NYSE Arca, Inc. Files Proposed Rule Change to Adopt a Generic Listing Rule for Certain Semi-Transparent ETFs

On September 15, 2020, the SEC issued a notice (Notice) regarding the NYSE Arca, Inc.’s (Exchange) filing of a proposed generic listing rule for certain semi-transparent ETFs (ST ETFs). An ST ETF is an exchange-traded fund that discloses alternative forms of information about its underlying portfolio each day, such as a “proxy” portfolio of securities the return of which is expected to be highly correlated to the return of securities in the ST ETF’s portfolio. Unlike ST ETFs, traditional ETFs disclose detailed information about their complete portfolios as of the business day prior to each trading day. Both types of ETFs are subject to reporting rules under the 1940 Act that require disclosure of their complete portfolios each quarter on a delayed basis.

The proposed generic listing rule would only apply to “proxy portfolio” ST ETFs and would eliminate the need for the Exchange to submit separate applications with the SEC pursuant to Rule 19b-4 under the 1934 Act to list individual proxy portfolio ST ETFs. To-date, ST ETFs have spent significant time during the launch process working with their desired listing exchange in seeking and obtaining SEC approval of their listing applications (commonly referred to as “19b-4 applications”). The 12 “proxy portfolio” ST ETFs trading today spent an average of 175 days to obtain SEC approval of their 19b-4 applications. (Many of these 19b-4 applications were filed in late 2019 when listing rules for ST ETFs were still in development, so 175 days may not be indicative of how long such applications will take going forward. One 19b-4 application filed in 2020 was approved by the SEC 49 days after the exchange filed the application.)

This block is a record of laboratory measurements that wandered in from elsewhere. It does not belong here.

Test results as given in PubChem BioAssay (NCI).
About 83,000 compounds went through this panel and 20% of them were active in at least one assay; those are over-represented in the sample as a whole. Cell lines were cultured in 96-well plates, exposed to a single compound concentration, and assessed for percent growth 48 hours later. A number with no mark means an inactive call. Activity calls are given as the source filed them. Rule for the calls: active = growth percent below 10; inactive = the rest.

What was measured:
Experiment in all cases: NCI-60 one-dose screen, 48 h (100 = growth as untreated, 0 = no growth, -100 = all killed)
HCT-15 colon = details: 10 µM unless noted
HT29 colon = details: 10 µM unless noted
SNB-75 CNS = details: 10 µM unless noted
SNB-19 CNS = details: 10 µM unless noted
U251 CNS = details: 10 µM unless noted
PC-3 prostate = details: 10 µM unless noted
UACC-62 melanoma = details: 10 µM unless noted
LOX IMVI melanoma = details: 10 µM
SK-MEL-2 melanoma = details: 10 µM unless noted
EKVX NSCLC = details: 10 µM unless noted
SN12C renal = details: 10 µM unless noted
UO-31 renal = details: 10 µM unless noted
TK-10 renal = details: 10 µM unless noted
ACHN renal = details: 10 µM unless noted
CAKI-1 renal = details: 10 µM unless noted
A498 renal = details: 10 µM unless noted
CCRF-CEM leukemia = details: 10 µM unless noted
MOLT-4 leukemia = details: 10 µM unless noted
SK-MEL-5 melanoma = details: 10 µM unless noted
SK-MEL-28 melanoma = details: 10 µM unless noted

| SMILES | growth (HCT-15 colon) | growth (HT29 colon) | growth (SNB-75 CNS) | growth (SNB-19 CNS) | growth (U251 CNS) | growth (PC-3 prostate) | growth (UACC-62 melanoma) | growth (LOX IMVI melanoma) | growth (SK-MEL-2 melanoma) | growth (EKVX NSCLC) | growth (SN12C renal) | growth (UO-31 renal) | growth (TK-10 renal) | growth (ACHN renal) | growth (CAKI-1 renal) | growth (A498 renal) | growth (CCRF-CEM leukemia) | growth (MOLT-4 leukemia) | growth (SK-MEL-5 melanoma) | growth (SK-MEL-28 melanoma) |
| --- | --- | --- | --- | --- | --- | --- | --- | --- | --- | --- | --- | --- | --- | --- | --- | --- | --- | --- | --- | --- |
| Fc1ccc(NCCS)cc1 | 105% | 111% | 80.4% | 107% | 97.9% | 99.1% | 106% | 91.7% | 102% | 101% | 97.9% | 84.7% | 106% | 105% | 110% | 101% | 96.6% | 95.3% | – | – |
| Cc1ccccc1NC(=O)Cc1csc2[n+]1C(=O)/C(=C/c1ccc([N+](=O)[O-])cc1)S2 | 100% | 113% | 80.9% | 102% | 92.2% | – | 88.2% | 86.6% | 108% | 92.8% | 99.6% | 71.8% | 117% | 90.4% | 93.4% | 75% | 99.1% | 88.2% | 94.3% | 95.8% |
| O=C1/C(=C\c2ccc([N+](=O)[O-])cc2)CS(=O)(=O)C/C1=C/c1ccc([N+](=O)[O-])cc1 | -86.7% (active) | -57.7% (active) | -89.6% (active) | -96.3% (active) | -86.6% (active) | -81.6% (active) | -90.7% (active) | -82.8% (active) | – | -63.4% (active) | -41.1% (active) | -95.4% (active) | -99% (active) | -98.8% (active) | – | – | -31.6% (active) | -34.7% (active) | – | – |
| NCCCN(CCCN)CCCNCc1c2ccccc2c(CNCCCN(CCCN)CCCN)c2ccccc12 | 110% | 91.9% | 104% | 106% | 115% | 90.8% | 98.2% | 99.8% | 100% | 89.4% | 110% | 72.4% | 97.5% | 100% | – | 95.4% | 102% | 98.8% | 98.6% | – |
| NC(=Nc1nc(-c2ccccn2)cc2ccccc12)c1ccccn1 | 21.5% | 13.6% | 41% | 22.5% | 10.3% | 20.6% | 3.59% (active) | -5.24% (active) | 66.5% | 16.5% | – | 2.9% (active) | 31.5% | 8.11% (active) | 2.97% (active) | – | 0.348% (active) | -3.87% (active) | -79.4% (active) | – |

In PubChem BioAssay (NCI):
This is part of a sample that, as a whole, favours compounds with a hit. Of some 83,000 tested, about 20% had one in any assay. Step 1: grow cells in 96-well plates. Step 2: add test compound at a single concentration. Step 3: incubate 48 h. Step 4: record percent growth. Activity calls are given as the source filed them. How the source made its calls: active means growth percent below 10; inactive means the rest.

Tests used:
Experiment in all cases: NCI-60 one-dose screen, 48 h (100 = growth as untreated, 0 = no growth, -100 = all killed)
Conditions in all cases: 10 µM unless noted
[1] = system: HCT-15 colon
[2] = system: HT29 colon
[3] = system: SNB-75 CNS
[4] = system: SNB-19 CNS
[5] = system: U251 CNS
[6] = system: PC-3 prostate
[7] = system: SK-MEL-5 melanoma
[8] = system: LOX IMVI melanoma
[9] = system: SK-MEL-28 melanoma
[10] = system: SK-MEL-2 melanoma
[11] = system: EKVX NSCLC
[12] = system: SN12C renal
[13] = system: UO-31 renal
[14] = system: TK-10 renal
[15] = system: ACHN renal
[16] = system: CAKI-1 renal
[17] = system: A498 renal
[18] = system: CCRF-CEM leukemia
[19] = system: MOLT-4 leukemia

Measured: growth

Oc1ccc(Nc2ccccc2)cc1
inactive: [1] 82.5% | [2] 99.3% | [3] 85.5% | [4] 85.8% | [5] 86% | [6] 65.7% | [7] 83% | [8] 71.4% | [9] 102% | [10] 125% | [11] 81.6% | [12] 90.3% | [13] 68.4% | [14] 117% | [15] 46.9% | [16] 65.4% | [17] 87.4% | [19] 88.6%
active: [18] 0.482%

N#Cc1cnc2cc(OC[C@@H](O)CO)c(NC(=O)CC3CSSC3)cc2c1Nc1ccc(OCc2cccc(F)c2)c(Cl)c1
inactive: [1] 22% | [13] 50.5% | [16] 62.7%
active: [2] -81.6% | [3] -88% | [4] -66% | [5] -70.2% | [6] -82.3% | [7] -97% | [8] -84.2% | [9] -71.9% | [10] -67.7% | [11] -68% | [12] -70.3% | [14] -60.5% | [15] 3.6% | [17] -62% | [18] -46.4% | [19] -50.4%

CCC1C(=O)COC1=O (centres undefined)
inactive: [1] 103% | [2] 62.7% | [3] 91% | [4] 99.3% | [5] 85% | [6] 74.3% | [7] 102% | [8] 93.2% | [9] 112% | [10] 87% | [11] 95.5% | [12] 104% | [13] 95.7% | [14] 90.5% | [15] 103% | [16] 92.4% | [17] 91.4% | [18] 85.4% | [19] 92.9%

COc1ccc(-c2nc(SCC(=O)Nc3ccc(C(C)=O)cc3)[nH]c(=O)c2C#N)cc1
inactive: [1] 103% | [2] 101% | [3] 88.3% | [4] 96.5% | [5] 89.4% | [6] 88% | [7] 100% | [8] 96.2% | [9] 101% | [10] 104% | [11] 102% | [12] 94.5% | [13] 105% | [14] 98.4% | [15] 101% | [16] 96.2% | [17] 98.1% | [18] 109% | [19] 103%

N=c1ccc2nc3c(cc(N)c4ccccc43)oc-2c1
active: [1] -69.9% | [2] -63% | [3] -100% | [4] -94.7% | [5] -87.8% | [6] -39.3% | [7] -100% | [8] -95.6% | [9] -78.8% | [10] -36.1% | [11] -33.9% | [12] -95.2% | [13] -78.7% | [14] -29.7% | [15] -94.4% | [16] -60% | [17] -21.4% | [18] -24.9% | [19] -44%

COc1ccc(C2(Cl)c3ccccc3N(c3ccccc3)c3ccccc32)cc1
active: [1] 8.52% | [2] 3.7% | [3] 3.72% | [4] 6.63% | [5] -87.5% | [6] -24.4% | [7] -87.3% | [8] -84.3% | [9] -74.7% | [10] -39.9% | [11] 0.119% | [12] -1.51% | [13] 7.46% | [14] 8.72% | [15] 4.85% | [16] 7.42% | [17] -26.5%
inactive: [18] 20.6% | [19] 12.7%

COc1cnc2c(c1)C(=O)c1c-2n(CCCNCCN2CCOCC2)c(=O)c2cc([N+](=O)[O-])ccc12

The proposed rule would require the Exchange to file a 19b-4 application with the SEC for a proxy portfolio ST ETF when the ST ETF’s components do not meet the specified conditions of the rule. These conditions would limit the ST ETF’s holdings to certain types of securities (such as U.S. exchange-traded securities that are common stocks, and foreign common stocks that are listed on a foreign exchange that trades at times that are contemporaneous with Exchange’s trading session) and preclude the ST ETF from engaging in short positions in these securities. These requirements mirror limitations that are already included in the exemptive relief that proxy portfolio ST ETFs need to obtain from the SEC for relief from certain 1940 Act requirements. Therefore, the need for future 19b-4 applications for a given proxy portfolio ST ETF listed on the Exchange should be a relatively infrequent occurrence if the proposed rule is adopted until more flexible exemptive relief is available from the SEC.

The Notice is available here:

The opinions expressed are those of the author(s) and do not necessarily reflect the views of the firm or its clients, or any of its or their respective affiliates. This article is for general information purposes and is not intended to be and should not be taken as legal advice.